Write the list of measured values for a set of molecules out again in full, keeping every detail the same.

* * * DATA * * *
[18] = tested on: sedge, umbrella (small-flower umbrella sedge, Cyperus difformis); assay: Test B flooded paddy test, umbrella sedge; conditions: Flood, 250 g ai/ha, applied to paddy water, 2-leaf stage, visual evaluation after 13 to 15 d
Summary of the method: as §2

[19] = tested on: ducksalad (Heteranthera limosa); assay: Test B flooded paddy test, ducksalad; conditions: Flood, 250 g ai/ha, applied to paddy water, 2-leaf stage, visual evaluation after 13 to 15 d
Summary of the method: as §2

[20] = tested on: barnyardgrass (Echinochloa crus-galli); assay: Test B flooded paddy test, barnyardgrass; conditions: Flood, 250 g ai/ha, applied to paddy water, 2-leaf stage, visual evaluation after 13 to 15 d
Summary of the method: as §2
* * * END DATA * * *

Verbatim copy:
[18] = tested on: sedge, umbrella (small-flower umbrella sedge, Cyperus difformis); assay: Test B flooded paddy test, umbrella sedge; conditions: Flood, 250 g ai/ha, applied to paddy water, 2-leaf stage, visual evaluation after 13 to 15 d
Summary of the method: as §2

[19] = tested on: ducksalad (Heteranthera limosa); assay: Test B flooded paddy test, ducksalad; conditions: Flood, 250 g ai/ha, applied to paddy water, 2-leaf stage, visual evaluation after 13 to 15 d
Summary of the method: as §2

[20] = tested on: barnyardgrass (Echinochloa crus-galli); assay: Test B flooded paddy test, barnyardgrass; conditions: Flood, 250 g ai/ha, applied to paddy water, 2-leaf stage, visual evaluation after 13 to 15 d
Summary of the method: as §2